The new Board of Coal Mine Safety has the authority to put in place regulations that keep pace with changing mine safety technology – something the state previously was unable to do. Board members can act quickly to implement necessary improvements and precautionary measures that will keep miners safe as the industry advances.
That ability to make changes was made possible by the state’s new Bituminous Mine Safety law, which took effect on Jan. 3 to modernize Pennsylvania's outdated mine safety laws. It removes antiquated language that has very little to do with modern mining and reorganizes the inflexible regulatory structure that was criticized repeatedly in recent years.
The new law was prompted by the 2002 Quecreek Mine incident, where nine Pennsylvania coal miners were trapped underground for 3 days before they were rescued. Department of Environmental Protection (DEP) Acting Secretary John Hanger said that following this incident, DEP did not have the authority to write new regulations that could correct the problems investigators found in the state’s mine safety law.
"Under the new law, we now have that authority,” said Hangar. “The Board of Coal Mine Safety is one of the most significant improvements to Pennsylvania's mine safety program, in that it allows us to make improvements as new mining technologies or hazards are identified. Additionally, it provides a framework that gives miners and the mining industry a voice in the process and allows us to address issues in a timely manner so the safety and well-being of miners and their families are not compromised.”
One of the board's first tasks will be to review recent changes to federal law that phase in new fire-resistant conveyor belts in mines and require mine operators to install in-mine refuge areas to protect miners in the event of roof collapses, fires or explosions. The board will have the option to amend these requirements into state law and institute more stringent requirements, if needed, based on geologic conditions and other issues in Pennsylvania's underground mines.
The seven-member board, chaired by the secretary of DEP, was appointed by Governor Edward G. Rendell and includes three representatives each of the United Mine Workers of America (UMWA) and coal mining companies operating in Pennsylvania's bituminous coal fields. Members include:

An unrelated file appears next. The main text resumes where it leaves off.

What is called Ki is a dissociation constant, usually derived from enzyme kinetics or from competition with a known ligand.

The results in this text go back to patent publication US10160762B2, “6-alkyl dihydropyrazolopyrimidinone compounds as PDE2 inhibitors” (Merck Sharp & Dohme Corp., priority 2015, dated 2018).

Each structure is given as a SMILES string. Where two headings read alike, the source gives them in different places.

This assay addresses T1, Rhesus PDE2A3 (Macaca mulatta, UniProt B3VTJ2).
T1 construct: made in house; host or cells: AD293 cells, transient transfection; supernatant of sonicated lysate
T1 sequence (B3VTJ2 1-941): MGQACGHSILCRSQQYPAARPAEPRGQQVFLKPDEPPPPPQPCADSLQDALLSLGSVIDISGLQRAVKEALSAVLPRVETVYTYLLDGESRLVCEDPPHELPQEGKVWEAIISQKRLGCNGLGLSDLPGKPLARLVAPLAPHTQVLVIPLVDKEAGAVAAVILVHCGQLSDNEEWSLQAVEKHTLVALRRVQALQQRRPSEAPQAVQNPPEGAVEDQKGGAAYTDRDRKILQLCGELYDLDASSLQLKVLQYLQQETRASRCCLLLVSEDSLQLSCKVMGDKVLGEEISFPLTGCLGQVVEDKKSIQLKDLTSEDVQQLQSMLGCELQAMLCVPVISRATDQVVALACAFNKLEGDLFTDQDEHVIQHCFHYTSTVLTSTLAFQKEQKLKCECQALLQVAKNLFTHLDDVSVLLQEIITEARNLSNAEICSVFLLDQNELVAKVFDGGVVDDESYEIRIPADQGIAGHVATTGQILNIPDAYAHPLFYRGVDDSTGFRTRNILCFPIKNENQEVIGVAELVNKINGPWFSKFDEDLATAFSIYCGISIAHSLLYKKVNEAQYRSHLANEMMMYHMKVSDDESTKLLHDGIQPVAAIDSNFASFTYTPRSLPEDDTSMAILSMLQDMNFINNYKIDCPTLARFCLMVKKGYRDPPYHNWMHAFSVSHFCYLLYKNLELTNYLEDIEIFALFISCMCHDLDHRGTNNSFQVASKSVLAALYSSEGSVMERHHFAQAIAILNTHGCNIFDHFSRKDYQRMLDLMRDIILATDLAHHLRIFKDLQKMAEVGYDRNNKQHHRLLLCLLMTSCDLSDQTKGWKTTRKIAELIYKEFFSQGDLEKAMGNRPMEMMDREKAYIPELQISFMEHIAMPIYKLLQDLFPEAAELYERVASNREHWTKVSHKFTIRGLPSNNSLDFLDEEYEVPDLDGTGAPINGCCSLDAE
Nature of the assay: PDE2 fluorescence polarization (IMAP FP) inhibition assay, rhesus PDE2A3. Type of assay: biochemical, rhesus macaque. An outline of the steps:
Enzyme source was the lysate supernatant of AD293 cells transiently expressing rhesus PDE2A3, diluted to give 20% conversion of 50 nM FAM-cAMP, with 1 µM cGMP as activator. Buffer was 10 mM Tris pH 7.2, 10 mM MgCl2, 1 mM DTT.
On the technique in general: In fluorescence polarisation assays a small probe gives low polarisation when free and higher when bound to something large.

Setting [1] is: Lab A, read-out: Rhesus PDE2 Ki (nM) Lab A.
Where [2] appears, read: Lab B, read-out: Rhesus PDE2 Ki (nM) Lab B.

- Ronald Bowersox, Shelocta, Armstrong County - UMWA
- John Gallick, Waynesburg, Greene County - Foundation Coal Corp.
- Dave Hudson, Claysville, Washington County - Consol Energy Inc.
- Robert Penigar, Ford City, Armstrong County - Rosebud Mining Co.
- Frank Reidelbacch, Ebensburg, Cambria County - UMWA
- James Sabella, Northern Cambria, Cambria County - UMWA
Mine Families First Act
In October, Governor Rendell also signed the Mine Families First Act into law to ensure that families of miners involved in underground emergencies are treated with dignity and respect while they await information on their loved ones. The act establishes a plan for notifying families about the status of their relatives and the progress of rescue operations; provides for transportation to and from a place for family members to gather; institutes security measures to ensure privacy; and provides counseling through social service organizations.
Pennsylvania is the fourth-largest coal producing state – after Wyoming, West Virginia and Kentucky – with 34 underground bituminous mines, including four of the six highest-producing underground mines in the nation. There were three fatalities in bituminous underground mines in Pennsylvania in 2008, all involving underground mining equipment.
More than 20,000 bituminous coal miners have died in accidents since the state began keeping records in 1877.For more information, read Pennsylvania Closer to Mine Safety Law Overhaul. ( http://ehstoday.com/safety/confined-spaces/ehs_imp_77498/index.html)